How To Retrain Your Brain In Response To Crisis, From An Expert
Danger, whether real or perceived, sends our brains into fight-or-flight mode as a means of protection. With the world in a general state of unease, many people are experiencing that trigger response. But if our bodies aren't in any real or present danger, how can we control our fear?
We consulted psychotherapist and energy alignment coach Padma Ali, LMFT, who broke down our automatic response to fear and shared four practical ways to help retrain our brains in response to a crisis.
The brain in crisis.
The brain's main job is to keep us safe. It makes the heart beat, tells our bodies when to eat, and when faced with crisis, automatically goes into fight-or-flight response.
"If you've had any kind of panicked response to a crisis in the past—whether it was a flat tire, a lost wallet, or something more or less severe—your reaction is now presupposed onto this crisis," Ali told mbg.
Additionally, the way you perceive the world on a daily basis will affect how you respond to the current situation. "Do you generally view life as something that's happening to you," Ali asked. "Do you feel trapped and helpless? If so, that same reaction will occur now."
We have to become active participants in our own lives in order to change the way we view the world. But how can we do that?
How to retrain the brain:
Accept your feelings; don't fight them.
"When we feel something uncomfortable," she said, "we're so trained to numb those feelings." Whether it's watching TV, snacking, or scrolling through social media, we often use those mindless activities as a way to avoid our emotions.
"You can't change how you're feeling," Ali said, "but you can change how you choose to respond to those emotions." Dance in your living room, cook a nourishing meal, or go for a walk—all of these responses will lead to healthier habits.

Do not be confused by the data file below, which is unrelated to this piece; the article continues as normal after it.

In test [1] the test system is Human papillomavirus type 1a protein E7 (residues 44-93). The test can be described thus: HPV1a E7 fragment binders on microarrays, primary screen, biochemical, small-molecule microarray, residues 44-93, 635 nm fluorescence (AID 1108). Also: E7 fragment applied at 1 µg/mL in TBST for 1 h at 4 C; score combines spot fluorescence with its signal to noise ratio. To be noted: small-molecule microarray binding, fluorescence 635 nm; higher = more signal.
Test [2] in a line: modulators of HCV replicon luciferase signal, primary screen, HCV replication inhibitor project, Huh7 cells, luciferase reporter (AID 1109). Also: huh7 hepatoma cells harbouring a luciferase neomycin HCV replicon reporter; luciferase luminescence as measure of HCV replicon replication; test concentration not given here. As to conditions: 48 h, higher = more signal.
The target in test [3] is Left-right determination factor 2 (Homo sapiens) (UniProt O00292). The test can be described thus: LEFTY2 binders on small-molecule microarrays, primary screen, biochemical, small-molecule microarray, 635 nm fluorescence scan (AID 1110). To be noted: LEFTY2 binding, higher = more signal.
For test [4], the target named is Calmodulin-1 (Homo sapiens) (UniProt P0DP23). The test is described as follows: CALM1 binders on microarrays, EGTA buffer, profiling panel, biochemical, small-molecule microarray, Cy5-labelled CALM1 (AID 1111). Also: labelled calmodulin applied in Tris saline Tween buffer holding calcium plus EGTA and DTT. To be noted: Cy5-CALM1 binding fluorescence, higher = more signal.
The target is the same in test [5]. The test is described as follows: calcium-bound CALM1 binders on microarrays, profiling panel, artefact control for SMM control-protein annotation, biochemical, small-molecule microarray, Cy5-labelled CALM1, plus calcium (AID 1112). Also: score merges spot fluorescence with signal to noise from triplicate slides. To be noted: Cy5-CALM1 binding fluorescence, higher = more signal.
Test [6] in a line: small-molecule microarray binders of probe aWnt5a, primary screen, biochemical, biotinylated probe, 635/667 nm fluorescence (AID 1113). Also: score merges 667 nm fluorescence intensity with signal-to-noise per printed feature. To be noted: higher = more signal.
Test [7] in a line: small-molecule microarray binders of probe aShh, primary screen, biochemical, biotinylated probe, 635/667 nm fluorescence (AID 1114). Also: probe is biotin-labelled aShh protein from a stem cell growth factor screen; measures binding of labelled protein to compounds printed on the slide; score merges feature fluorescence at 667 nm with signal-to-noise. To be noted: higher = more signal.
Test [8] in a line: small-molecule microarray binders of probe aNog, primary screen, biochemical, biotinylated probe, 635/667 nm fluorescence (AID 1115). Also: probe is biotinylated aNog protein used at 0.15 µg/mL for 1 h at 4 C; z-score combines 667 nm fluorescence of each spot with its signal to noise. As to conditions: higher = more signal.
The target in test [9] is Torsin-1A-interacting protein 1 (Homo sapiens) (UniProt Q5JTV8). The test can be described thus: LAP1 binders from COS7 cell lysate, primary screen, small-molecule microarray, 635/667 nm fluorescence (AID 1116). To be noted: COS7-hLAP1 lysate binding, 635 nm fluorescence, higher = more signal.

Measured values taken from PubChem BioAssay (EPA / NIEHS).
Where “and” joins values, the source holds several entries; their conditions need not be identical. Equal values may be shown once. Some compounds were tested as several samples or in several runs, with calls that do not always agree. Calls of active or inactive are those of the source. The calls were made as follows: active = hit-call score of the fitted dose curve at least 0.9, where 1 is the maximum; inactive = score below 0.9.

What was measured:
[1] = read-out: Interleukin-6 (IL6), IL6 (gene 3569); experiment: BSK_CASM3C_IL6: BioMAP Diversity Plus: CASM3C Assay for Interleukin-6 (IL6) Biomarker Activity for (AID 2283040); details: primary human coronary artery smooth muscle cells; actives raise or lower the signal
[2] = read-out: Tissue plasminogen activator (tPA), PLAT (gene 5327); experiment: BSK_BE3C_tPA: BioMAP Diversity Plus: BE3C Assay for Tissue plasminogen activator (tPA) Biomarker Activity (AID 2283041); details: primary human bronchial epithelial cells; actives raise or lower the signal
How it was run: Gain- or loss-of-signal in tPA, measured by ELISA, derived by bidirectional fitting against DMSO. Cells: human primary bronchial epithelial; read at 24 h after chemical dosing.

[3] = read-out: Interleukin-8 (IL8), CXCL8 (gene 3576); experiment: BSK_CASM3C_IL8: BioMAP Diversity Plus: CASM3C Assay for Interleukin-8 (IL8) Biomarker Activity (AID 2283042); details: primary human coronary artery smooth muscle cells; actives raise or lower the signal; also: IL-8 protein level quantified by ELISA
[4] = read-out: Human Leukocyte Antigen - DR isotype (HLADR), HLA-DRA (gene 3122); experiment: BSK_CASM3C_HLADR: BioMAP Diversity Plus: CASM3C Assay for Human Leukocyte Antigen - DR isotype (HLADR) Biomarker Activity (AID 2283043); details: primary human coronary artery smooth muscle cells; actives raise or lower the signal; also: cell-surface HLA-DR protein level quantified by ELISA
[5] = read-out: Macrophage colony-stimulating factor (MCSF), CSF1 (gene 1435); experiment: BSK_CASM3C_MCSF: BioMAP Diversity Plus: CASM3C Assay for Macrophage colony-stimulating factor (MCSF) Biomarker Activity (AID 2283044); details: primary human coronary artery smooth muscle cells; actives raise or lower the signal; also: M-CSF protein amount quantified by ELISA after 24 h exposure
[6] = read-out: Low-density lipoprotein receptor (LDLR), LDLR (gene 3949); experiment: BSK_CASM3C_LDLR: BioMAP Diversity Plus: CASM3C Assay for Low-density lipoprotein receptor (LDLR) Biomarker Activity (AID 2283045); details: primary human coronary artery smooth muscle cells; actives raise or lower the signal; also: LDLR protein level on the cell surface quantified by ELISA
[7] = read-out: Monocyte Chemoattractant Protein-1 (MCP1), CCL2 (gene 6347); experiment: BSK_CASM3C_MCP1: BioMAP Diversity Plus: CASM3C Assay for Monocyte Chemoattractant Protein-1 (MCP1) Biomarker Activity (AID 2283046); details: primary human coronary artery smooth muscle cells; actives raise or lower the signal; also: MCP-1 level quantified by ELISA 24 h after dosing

Be loving and compassionate to yourself.
If you're frustrated with yourself for feeling anxious and overwhelmed, stop and remind yourself that it's OK. "We're dealing with unprecedented times," Ali said, "so whatever you're experiencing is normal."
Respond to yourself the way you might hug a dog or comfort a small child, she suggested. "Most of my clients say, 'I should have done this,' or 'I shouldn't have done that,'" Ali said. "We should all stop 'shoulding' ourselves."
Similar to acceptance, meditation is a way to sit with our discomfort. "Sitting with anxious and fearful thoughts helps to quiet them," she said.
Practicing meditation now makes it easier to take actions that will support you in the future, according to Ali. "If you sit with the hard emotions, they will pass through you," she said. And if you don't, they will likely reemerge in the form of bad behaviors.
"It's like whack-a-mole," Ali said, "the emotions never go away—they just show up in a different way."
Our breath is a free and beneficial resource that we all have access to. "It's an anchor that helps to ground you in the present moment," she said.
While there are a variety of different breathwork techniques, Ali's is simple:
- Find the point in your body where your pain or discomfort is manifesting. (tight chest, headache, stomach pain).
- Place your right palm on that part of the body.
- Breathe in and out. With every exhale, focus on releasing that discomfort.
This action can help to clear your mind and ground you in the present moment rather than allowing anxious feelings and "what-ifs" to overwhelm you.
The bottom line.
"The brain likes familiarity," Ali said. "It wants to know what's happening tomorrow, and the day after." With the global pandemic, certainty is not promised, so we have to learn to live in the present with the help of acceptance, compassion, meditation, and breathwork.
"Those self-care practices right now are nonnegotiable," Ali said. "They're not a luxury; they are a necessity. We have to take care of our minds and our bodies right now if we're going to get through this."
Abby Moore is an editorial operations manager at mindbodygreen. She earned a B.A. in Journalism from The University of Texas at Austin and has previously written for Tribeza magazine. She has covered topics ranging from regenerative agriculture to celebrity entrepreneurship. Moore worked on the copywriting and marketing team at Siete Family Foods before moving to New York.